When investor and entrepreneur Jalak Jobanputra first visited a blockchain conference five years ago she got goosebumps. The experienced investor had heard of cryptocurrencies but now that they had genuinely come into maturity she was aroused. Now, five years later, she’s constructing her entire VC practice around blockchain and ensures bright days ahead for the technology.

Join us Jobanputra, the founder of FuturePerfect Ventures, as we talk about her take on crypto, the future of investment, and the direction she’s headed in terms of investment and startup innovation.

Bitcoin price drops 10% as hackers exploit Binances API keys

UPDATE 6:27 P.M. EST: Kourt’s Insta is back up, and so is Younes’ page — both public , not private! Hmm…

HTAG 1 TT

BTAG 1 TT Kourtney Kardashian … you good, bb?

As we reported earlier, the KUWTK starlet’s beau Younes Bendjima seemingly deleted his Instagram account after Kourt suggested on her own page that she has LOADS of tea on someone. Now … the momma of three has followed his result and scrapped her account, too!

Related: Kourtney& Younes — A Timeline Of Their Relationship !

WTF! We need to know what the deal is ASAP !!

Stay tuned alert…

[ Image via SPTAG 1 TTATAG 7 TTInstagram/ ATAG 8 TTWENN .]

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Robinhood rolls out zero-fee crypto trading as it hits 4M users

Coinbase has some serious rivalry. Today, Robinhood starts rolling out its no-commission cryptocurrency trading feature in California, Massachusetts, Missouri, Montana and New Hampshire. Users there can buy and sell Bitcoin and Ethereum with no extra fees, and everyone can track those and 14 other coins in its sleek app. That’s compared to paying 1.5 to 4 percent fees in the U.S. on Coinbase. Users can sign up on the Robinhood Crypto site to waitlist for access.

Robinhood has a chance to usurp Coinbase as the de facto crypto trading site app by vastly undercutting its fees. When people are buying thousands of dollars of cryptocurrencies at a time, Coinbase’s 1.5 to 4 percent fees in the U.S. are to be able to add up.

But Robinhood considers giving away the service for free as a powerful play to gain users for its existing service that lets people trade stocks, ETFs and alternatives without additional charges. Its stylish, retro-future Tron interface is also a super easy way to check on pricing and news about 16 coins: Bitcoin, Ethereum, Bitcoin Cash, Litecoin, Ripple, Ethereum Classic, Zcash, Monero, Dash, Stellar, Qtum, Bitcoin Gold, OmiseGo, NEO, Lisk and Dogecoin. Tracking is now available for everyone, with trading coming to waitlisted users and more states soon.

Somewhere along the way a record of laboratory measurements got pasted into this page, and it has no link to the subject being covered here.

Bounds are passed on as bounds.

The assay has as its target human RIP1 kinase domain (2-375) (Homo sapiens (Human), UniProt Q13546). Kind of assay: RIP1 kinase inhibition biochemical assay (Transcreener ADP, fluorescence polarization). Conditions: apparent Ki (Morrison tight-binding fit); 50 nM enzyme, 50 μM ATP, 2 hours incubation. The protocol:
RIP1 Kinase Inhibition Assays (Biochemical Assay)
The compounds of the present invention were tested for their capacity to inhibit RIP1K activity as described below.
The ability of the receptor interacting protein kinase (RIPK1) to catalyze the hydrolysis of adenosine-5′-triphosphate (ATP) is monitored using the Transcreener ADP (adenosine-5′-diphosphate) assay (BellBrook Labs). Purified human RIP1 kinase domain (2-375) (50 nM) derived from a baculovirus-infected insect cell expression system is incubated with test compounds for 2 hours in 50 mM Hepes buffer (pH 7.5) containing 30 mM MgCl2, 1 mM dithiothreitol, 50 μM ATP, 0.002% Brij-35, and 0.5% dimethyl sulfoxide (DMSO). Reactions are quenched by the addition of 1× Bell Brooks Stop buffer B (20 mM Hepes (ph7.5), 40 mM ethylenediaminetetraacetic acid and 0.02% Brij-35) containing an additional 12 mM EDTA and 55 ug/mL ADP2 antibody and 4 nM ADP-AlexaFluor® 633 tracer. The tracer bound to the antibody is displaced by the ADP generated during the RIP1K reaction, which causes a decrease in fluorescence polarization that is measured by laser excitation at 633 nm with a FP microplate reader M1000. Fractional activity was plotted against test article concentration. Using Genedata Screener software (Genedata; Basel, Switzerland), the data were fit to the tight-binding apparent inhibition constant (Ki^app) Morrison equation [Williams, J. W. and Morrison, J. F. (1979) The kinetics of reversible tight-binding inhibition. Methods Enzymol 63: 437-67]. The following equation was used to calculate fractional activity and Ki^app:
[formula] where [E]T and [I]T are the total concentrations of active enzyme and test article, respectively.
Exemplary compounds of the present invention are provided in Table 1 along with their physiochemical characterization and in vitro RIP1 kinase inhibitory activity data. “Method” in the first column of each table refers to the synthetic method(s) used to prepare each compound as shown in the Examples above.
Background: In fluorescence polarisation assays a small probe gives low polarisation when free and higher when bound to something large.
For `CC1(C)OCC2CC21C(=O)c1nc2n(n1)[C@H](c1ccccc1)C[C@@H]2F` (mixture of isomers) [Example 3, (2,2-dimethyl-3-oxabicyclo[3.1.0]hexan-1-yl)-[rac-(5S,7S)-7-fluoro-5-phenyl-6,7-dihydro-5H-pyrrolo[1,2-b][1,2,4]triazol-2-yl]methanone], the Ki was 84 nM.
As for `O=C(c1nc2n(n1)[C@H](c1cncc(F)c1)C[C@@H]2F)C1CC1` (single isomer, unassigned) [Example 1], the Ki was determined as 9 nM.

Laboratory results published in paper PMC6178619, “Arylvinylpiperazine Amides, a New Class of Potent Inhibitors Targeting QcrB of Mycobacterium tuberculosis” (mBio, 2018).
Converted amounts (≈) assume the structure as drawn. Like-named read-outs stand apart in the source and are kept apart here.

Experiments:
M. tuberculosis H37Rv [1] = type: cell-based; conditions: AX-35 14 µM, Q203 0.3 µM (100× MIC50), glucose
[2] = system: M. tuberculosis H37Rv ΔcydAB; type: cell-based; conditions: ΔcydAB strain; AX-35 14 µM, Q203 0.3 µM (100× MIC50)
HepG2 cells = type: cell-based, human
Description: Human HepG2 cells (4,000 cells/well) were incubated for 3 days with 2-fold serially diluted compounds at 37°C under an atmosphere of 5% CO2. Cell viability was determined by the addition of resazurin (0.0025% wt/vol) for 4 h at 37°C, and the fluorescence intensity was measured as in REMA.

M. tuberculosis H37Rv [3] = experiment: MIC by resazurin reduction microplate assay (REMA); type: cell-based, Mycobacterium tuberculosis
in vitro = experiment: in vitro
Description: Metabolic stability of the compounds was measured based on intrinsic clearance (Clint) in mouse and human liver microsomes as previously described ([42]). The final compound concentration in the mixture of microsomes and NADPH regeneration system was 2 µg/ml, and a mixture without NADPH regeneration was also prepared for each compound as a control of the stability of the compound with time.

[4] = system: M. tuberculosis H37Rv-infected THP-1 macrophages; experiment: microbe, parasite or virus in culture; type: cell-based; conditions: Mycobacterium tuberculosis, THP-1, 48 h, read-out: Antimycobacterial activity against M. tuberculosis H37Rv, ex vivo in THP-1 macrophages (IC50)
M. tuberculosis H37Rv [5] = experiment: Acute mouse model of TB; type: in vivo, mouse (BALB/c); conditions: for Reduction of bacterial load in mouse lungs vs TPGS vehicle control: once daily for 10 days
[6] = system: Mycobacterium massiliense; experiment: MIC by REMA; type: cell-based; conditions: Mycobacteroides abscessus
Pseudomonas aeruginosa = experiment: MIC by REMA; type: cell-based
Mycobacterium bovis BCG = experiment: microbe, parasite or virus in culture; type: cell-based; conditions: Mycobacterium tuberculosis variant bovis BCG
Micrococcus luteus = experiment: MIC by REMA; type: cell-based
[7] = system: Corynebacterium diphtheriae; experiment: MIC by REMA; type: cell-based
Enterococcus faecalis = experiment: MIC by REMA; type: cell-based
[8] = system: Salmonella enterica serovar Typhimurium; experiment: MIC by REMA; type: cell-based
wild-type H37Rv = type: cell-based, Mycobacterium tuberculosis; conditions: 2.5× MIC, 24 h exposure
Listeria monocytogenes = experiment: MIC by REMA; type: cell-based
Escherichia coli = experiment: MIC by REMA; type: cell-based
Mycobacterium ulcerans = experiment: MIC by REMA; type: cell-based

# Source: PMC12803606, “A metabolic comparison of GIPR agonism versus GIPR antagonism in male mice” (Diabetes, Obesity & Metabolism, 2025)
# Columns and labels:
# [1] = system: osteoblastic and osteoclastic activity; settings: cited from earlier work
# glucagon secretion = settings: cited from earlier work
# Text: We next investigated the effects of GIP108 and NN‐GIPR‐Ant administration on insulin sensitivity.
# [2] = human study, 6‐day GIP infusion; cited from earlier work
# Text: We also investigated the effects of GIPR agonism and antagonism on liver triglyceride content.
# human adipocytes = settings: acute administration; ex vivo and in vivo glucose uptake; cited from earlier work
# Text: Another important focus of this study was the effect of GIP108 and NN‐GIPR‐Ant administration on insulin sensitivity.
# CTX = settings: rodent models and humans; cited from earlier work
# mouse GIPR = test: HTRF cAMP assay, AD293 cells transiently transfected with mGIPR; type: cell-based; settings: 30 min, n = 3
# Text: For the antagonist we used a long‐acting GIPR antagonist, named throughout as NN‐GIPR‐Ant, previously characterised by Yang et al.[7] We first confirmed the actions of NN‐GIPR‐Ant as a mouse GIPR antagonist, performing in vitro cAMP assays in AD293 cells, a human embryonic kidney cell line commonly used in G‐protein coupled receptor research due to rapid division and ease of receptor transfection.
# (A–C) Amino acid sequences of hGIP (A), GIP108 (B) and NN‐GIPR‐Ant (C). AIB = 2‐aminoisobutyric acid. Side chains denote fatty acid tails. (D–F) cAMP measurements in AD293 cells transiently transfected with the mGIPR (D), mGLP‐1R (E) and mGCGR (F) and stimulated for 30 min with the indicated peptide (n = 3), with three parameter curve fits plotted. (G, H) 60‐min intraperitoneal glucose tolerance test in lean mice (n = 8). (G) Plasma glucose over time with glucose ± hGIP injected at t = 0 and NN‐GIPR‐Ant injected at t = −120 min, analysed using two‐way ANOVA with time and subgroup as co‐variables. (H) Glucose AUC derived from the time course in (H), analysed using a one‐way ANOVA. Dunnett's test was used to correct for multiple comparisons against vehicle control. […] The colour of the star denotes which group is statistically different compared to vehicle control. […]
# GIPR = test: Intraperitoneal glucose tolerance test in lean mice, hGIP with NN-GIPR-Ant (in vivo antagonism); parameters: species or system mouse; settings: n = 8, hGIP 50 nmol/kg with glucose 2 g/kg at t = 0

Robinhood Crypto first announced the feature last month , with one million people signing up in simply the first four days. That interest has driven Robinhood’s total registered user count to more than 4 million, up from 3 million in November. Those users have transacted more than $100 billion to date, saving$ 1 billion in commission fees.

On most stock trading services like E* Trade and Scottrade, customers pay around$ 7 per trade to encompas these companies’ marketing, physical branches and sales reps. Founded in 2013, Robinhood trenches those fees by operating a lean operation centered around engineers and its app. It stimulates money on the interest of money its clients maintain with it, or by selling monthly Robinhood Gold subscriptions that let users borrow money to trade with.

That business has allowed the startup to raise $176 million, most recently at a $1.3 billion valuation. And with its free crypto trading, it may have found a way to luring in a fresh class of amateur investors. Maintaining security locked tight will be critical, especially given disastrous violates at other crypto companies. But as crypto draws a new generation into the world of finance, Robinhood wants to help them play the market, day or night.

For more, read our full narrative on the debut of R obinhood Crypto .

[ Revealing: The author of this story owns small positions in Bitcoin and Ethereum ]

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50 Cent admits he has never owned, and does not now own any bitcoin

Reports last month that rapper 50 Penny had forgotten about$ 7 million or so in bitcoin he owned have been given the lie by the man himself, who proclaims in court documents that he “has never owned, and does not now own, a bitcoin account or any bitcoin, ” nor did any of his companies.

The court documents were first obtained by The Blast, but I tracked them down as well. Curtis James Jackson III( 50 Cent’s legal name) filed the “Declaration on bitcoins” last week, well after research reports had circulated that he had rediscovered the trove of cryptocurrency. He said at the time: “I’m a keep it real I forgot I did that shit. Lol.”

Turns out, however, he never touched bitcoin himself. As he states in the declaration 😛 TAGEND

All online transactions involving my brand were handled by an independently owned and operated third part, Central Nervous LLC .. the limited bitcoin transactions that occurred online were processed and converted to U.S. Dollars contemporaneously, based upon the then-existing exchange rate…

He provided a few screenshots of his BitPay account proving a couple hundred transactions, the majority of members of which were for $5.50 or $8.90. It doesn’t definitely sounds like bitcoin purchases contributed much to the 200,000 copies of Animal Ambition that eventually sold.

It isn’t anywhere near the 700 bitcoins reports suggested he’d raked in; holding a bitcoin was worth $657 at the time, the total haul is by my rough estimation likely closer to 6 or 7 of them, a few thousand dollars’ worth.

Why, then, did he not deny research reports at the time, if he knew they were not true? Subsequently in the same document he explains a well-understood rule of show business 😛 TAGEND